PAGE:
Create a vector of base class objects and store derived class objects within

Firstly, if you want to use polymorphism you need to store pointers in your vector. As the vector is the sole owner of the employees something like std::vector<std::unique_ptr<Employee>> would be suitable.

Edit: I see you have updated the vector to use pointers. But you are storing a pointer to a local stack allocated object, e.g mEmp. This will not work, when the mEmp variable goes out-of-scope at the closing brace the object will be deleted and you will be left with a dangling pointer in your vector that points to a deleted object. Using this dangling pointer is undefined behaviour. You need to allocate the Manager on the heap using new. Then the object will not be deleted when the variable goes out-of-scope but you do need to remember to delete the object when you are done. Something like unique_ptr makes this easy.

Regarding your questions:

  1. Try to minimize explicit casting, especially downcasting. At the point that you store the Employee in the vector it will be implicitly upcast from the derived class to Employee but other than that there is not much need for casting.
  2. You have roughly the right idea when it comes to overriding methods, if you call the virtual printEmp method on an Employee pointer it will call the override in the derived class.

    If you are happy for the user input to be the responsibility of the Employee classes you could simply add a virtual method that initializes the employee using suitable input from the user. But I would be tempted to keep that separate from your domain objects. You need a switch statement on the user choice of employee type anyway so polymorphism doesn't gain you much there.

    If you really want to use polymorphism for the employee creation I would suggest using something like the Abstract Factory pattern.

Here is my suggestion anyway:

#include <vector>
#include <string>
#include <iostream>
#include <memory>

class Employee {
  Employee(std::string fName, std::string lName, int sal);
  virtual ~Employee();

  virtual void printEmp();

  std::string m_fName;
  std::string m_lName;
  int m_sal;

class Manager : public Employee {
  Manager(std::string fName, std::string lName, int sal, int meets, int hols);
  void printEmp() override;

  int m_meets;
  int m_hols;

Employee::Employee(std::string fName, std::string lName, int sal)
  : m_fName(fName), m_lName(lName), m_sal(sal) {

Employee::~Employee() {

void Employee::printEmp(){
  std::cout << "First Name: " << m_fName << "\n"
            << "Last Name: " << m_lName << "\n"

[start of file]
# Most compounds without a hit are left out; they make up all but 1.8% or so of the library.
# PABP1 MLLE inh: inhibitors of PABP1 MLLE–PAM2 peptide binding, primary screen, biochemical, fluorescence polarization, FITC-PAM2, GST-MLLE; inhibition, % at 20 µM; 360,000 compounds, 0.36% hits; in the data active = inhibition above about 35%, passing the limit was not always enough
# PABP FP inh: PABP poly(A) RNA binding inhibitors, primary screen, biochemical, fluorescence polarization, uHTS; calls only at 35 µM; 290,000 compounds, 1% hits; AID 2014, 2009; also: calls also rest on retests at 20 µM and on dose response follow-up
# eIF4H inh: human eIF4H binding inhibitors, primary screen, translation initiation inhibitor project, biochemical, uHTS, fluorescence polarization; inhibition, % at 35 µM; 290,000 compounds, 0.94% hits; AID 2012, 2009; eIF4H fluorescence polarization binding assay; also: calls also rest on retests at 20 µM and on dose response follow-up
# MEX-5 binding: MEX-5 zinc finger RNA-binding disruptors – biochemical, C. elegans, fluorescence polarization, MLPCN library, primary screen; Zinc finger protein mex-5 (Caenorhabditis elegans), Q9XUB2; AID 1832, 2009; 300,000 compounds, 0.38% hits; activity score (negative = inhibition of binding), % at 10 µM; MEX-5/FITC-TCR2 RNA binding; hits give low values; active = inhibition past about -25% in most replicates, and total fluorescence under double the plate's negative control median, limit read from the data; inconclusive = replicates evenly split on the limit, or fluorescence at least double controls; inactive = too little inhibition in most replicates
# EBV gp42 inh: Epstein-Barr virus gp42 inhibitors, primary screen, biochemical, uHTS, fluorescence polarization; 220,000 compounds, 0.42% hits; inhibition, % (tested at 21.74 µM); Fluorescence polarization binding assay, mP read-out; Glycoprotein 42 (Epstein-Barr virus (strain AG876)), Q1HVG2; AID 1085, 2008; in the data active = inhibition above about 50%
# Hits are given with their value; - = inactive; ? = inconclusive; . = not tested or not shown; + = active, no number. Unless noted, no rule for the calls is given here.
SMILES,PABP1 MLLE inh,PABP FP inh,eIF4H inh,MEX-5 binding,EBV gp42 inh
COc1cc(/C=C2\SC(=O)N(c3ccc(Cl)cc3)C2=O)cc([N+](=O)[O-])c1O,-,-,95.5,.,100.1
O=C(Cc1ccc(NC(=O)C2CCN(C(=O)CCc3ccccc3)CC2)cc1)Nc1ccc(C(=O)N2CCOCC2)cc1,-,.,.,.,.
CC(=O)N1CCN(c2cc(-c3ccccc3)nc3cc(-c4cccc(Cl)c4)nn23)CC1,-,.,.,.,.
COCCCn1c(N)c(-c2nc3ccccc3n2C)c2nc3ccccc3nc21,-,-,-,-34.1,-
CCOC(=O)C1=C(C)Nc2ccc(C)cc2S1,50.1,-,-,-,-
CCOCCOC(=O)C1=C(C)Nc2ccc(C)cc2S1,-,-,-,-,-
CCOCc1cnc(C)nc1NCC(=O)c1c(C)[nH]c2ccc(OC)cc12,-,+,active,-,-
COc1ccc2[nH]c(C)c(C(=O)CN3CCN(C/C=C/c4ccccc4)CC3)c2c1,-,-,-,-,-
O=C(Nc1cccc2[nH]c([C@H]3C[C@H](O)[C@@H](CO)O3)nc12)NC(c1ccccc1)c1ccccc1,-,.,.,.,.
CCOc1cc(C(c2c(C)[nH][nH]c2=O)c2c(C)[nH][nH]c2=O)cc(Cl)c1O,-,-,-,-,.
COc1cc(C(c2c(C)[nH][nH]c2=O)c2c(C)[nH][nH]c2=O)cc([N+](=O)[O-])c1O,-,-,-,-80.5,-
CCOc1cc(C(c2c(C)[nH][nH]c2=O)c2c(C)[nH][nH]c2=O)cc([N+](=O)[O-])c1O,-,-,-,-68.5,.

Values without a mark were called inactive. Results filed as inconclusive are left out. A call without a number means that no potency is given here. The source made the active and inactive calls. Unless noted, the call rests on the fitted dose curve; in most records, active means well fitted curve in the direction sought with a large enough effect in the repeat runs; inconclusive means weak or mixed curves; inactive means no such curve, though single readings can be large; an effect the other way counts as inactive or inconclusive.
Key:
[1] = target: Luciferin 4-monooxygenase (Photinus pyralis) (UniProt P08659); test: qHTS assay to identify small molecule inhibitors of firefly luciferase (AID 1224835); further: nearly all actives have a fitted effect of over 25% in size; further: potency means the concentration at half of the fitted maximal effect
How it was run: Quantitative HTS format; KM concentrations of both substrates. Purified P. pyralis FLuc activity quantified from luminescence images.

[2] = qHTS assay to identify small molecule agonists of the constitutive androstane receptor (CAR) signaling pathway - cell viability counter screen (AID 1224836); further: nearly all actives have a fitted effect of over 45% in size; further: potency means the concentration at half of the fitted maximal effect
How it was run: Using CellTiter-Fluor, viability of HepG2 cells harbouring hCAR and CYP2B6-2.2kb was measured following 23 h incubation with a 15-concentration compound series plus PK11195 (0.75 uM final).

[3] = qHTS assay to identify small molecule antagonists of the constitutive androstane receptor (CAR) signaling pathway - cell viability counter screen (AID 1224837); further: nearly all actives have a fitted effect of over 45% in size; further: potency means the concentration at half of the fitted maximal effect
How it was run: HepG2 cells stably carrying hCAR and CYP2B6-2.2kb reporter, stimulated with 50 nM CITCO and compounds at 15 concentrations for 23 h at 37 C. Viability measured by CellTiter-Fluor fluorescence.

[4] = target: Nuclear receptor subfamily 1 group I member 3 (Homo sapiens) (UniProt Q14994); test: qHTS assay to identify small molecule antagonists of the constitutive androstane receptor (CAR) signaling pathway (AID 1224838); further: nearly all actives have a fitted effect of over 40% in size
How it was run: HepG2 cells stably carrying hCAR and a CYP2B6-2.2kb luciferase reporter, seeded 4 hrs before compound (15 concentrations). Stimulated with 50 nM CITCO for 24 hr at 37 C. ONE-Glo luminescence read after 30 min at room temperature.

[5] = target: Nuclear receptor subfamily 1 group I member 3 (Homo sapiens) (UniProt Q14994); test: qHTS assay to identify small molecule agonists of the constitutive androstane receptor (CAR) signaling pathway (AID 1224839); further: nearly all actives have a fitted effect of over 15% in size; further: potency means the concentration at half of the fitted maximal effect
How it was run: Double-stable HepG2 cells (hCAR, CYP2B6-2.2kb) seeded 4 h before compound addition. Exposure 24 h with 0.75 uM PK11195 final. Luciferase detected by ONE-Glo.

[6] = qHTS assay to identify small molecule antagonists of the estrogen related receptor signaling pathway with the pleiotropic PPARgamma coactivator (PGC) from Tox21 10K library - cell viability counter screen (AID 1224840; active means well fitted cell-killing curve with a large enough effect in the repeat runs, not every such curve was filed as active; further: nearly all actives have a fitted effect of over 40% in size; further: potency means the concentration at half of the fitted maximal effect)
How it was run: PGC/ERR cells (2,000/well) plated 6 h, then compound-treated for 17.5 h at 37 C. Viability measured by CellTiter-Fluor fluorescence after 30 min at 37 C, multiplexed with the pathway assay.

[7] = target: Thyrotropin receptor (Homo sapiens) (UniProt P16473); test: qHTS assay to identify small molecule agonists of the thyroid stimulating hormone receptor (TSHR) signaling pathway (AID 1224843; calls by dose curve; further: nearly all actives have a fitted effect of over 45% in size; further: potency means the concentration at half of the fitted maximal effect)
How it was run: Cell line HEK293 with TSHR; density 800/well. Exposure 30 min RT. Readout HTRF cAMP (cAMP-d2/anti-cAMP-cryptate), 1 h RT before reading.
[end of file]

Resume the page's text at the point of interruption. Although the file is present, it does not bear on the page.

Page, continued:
<< "Salary: " << m_sal << "\n";

Manager::Manager(std::string fName, std::string lName, int sal, int meets, int hols) 
  : Employee(fName, lName, sal), m_meets(meets), m_hols(hols){

void Manager::printEmp(){
  std::cout << "Meets/Week: " << m_meets << "\n"
            << "Holidays/Year: " << m_hols << "\n";

std::unique_ptr<Manager> createManager() {
  std::cout << "Enter First Name: ";
  std::string fNameInp;
  std::cin >> fNameInp;

  std::cout << "Enter Last Name: ";
  std::string lNameInp;
  std::cin >> lNameInp;

  std::cout << "Enter Salary: ";
  int salInp;
  std::cin >> salInp;

  std::cout << "Number of meetings/week: ";
  int meetsInp;
  std::cin >> meetsInp;

  std::cout << "Number of holidays/year: ";
  int holsInp;
  std::cin >> holsInp;
  std::cout << "\n";

  return std::make_unique<Manager>(fNameInp, lNameInp, salInp, meetsInp, holsInp);

std::unique_ptr<Employee> createEmployee() {
  int input;  
  std::cout << "1) Add a Manager, 2) Add an Engg, 3) Add a Researcher\n";
  std::cin >> input;    
  switch (input){
    case 1:
      return createManager();   
      return nullptr;

int main() {
  std::vector<std::unique_ptr<Employee>> dBVector; 

  std::cout << "Welcome to Employee Database, Enter an option to continue...\n";
  std::cout << "1) Add an Employee"
            << ", 2) Delete an Employee"
            << ", 3) Save Database"
            << ", 4) Exit\n";
  int input;
  std::cin >> input;

  switch (input){
    case 1:
      break; // Do nothing

Live demo

You may want to store pointers in the vector to avoid slicing, as others mentioned. Then each employee could have their own input method and ask the right questions to initialize themselves (main would not implement that but only call the respective employee's virtual input function). Input and output are conceptually sysmmetrical operations which hints at implementing them symmetrically, i.e. in this case both as member functions.